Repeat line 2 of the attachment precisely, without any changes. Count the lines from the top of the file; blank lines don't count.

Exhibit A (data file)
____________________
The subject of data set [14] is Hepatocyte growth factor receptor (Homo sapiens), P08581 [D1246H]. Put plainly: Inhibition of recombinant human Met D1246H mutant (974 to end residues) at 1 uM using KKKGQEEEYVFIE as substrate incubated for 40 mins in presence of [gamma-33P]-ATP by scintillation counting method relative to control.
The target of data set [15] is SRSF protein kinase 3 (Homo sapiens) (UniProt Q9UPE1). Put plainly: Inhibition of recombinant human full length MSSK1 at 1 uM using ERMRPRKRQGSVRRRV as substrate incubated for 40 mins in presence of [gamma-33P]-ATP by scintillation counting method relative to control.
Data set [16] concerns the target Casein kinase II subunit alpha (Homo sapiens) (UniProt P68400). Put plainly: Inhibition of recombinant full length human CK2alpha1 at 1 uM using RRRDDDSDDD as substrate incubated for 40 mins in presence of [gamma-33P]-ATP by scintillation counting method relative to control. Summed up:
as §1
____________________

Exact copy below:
The target of data set [15] is SRSF protein kinase 3 (Homo sapiens) (UniProt Q9UPE1). Put plainly: Inhibition of recombinant human full length MSSK1 at 1 uM using ERMRPRKRQGSVRRRV as substrate incubated for 40 mins in presence of [gamma-33P]-ATP by scintillation counting method relative to control.